The Beehive: the official blog of the Massachusetts Historical Society

Charles Cornish Pearson and the Great War, Part II

A few weeks ago, I introduced you to the MHS collection of Charles Cornish Pearson papers. Charles served with the 101st Machine Gun Battalion in France during World War I. We pick up his story in the village of Mont-lès-Neufchâteau in the early days of 1918.

Charles and the other men of the 101st spent three months immersed in intensive training at Mont-lès-Neufchâteau. They drilled with their machine guns and gas masks, marched long distances, and prepared for trench warfare. Charles didn’t have much time to write home, but he was learning a lot. He wrote to his brother Bill on 20 January 1918:

Hardly seems possible that it is six months now since I started working for the U.S.A. Don’t feel a bit richer and as far as being a soldier, well I guess I have got a h–l of a lot more to learn before I will be one. Still at the rate they are drilling us over here, why I may be one before I realize it.

Charles’ company was motorized and served as a mobile reserve unit that could be sent quickly into battle as needed. According to Philip S. Wainwright’s History of the 101st Machine Gun Battalion, the battalion’s vehicles “consisted of about fifty second-hand Ford ambulances. Great was the excitement on the day that these Fords were driven over from Neufchâteau.” (p. 25) This excitement is evident in some of the photographs that came to the MHS with Charles’ papers.

 

 

Mont-lès-Neufchâteau was about 64 kilometers south of the front line. On 8-9 February, the 101st piled into their vehicles, or “flivvers,” and headed northwest to Vregny, a reserve position much closer to the front. Vregny, a town in the Chemin des Dames sector, had seen some heavy fighting by that time. Wainwright’s published history includes a description of the area, but I like Charles’ version:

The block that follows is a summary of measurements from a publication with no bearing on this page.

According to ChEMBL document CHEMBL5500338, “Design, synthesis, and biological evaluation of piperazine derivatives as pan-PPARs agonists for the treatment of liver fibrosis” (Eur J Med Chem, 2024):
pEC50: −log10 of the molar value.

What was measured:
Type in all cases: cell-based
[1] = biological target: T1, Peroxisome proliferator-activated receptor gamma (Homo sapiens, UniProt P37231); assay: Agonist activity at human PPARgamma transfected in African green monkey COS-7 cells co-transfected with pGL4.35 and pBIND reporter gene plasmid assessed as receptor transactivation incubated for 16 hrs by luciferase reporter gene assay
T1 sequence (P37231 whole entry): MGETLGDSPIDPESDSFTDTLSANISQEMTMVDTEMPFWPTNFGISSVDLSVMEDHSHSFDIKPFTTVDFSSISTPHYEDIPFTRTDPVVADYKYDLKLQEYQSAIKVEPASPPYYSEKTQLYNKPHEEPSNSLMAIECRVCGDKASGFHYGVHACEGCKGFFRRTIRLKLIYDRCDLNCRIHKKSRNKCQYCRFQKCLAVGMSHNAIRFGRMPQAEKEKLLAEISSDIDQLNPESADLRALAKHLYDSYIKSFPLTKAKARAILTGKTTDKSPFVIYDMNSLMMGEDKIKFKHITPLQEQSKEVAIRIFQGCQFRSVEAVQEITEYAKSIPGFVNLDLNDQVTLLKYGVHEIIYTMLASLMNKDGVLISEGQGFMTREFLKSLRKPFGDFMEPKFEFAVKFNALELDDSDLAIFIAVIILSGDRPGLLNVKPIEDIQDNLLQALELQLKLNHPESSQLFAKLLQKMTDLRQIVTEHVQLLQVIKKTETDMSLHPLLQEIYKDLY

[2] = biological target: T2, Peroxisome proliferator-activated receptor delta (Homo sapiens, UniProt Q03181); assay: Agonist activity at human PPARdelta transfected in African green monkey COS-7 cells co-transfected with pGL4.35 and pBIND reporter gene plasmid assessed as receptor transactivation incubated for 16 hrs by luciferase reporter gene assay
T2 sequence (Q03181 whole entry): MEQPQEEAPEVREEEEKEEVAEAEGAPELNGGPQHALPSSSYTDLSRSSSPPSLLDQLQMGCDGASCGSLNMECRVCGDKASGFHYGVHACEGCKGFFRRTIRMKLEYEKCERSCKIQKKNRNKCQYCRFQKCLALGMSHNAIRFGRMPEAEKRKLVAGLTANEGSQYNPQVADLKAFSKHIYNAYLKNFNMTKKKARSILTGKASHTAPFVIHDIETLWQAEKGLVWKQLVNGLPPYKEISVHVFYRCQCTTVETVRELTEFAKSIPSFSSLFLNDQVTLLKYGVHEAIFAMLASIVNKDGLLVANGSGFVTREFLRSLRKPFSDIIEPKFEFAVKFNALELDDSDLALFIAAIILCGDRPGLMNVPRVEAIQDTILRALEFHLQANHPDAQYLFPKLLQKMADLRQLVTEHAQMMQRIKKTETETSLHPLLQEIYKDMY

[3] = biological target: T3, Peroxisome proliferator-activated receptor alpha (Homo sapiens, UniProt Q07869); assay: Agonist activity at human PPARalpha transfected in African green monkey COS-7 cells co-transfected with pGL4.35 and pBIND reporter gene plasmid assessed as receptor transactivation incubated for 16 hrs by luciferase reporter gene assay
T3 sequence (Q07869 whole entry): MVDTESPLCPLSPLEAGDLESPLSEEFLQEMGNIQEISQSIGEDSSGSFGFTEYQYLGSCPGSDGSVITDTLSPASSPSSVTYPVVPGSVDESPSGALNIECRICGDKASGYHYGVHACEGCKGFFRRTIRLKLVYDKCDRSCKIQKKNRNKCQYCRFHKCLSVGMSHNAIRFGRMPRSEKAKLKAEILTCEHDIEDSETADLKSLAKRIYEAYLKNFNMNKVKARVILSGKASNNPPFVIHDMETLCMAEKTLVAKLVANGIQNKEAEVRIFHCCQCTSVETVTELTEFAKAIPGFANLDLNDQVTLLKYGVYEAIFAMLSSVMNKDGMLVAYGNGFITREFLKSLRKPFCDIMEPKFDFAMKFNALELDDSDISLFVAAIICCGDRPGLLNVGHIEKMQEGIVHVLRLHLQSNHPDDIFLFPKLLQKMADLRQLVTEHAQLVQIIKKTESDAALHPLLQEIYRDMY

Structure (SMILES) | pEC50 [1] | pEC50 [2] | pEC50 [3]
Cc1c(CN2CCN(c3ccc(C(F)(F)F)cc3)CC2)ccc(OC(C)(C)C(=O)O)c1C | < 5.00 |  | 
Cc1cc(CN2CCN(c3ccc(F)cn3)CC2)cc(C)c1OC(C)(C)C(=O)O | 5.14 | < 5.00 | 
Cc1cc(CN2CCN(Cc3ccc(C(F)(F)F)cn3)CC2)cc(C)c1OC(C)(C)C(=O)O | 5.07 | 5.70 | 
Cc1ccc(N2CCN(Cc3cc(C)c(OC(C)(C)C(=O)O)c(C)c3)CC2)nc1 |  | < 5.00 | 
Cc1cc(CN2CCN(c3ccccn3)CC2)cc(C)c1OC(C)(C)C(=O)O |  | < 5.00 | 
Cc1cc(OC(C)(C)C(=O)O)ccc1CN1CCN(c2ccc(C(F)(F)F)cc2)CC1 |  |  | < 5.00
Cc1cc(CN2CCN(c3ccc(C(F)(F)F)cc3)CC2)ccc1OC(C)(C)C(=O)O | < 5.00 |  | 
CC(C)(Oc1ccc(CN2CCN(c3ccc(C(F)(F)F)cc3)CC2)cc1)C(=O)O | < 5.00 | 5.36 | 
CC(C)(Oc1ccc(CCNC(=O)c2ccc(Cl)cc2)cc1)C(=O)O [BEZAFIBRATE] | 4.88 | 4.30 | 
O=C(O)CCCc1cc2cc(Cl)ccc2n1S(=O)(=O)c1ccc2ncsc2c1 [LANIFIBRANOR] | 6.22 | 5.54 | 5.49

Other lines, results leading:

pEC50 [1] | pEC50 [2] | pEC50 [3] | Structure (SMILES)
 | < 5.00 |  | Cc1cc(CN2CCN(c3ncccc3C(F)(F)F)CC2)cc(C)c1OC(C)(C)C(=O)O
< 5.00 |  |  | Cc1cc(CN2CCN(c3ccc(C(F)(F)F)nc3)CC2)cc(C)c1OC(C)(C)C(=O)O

Went for a long hike this morning after the service, very interesting still depressing when one stops to realize what all this destruction & waste must mean. A whistle & a terrific roar, far away but impressive never the less. Would like the chance to describe my little walk in detail, but I suppose it would be censored so will wait until some later time.

 

 

Charles didn’t reveal his location to his family at home, or even let on that he had moved. He only told them not to worry if they didn’t hear from him for a while.

Charles saw action for the first time in late February and early March 1918, when his company was sent to support French infantry fighting in the trenches about 12 kilometers away. I’ll quote at length from Charles’ March letters, since they paint such a vivid picture. Here’s how he described his experiences to his mother:

Imagine you realized from my last few letters that we were getting ready for our first round of duty and you can rest assured that it is no picnic.

Came up here one dark night in our flivvers and it was some ride. No lights and every little ways we would stike [sic] a shell hole or something and you would get a nice little jounce. Of course, we weren’t in any danger but still under the conditions it kept you pretty well keyed up.

When we arrived at the point where we got out why our worthy comrades were shelling away and believe me it sounded like bedlam let loose. After getting out we had a nice ½ mile hike with our packs & the rest of our stuff thru a long trench, pitch dark. Still we got here after a fashion all safe and sound.

[…]

Had a big barrage here the other night, our guns in action for awhile. Then night before last my gun did some harassing fire. Lay your gun on a target (center of a town, cross road or the like) and fire on it every few minutes on the chance of hitting someone. Great sport until they discover you then beat it, if you have time which you usually do.

In another letter to his mother a few days later, he opened up a little about the toll his recent experiences had had on him, at the same time reassuring her that he was safe.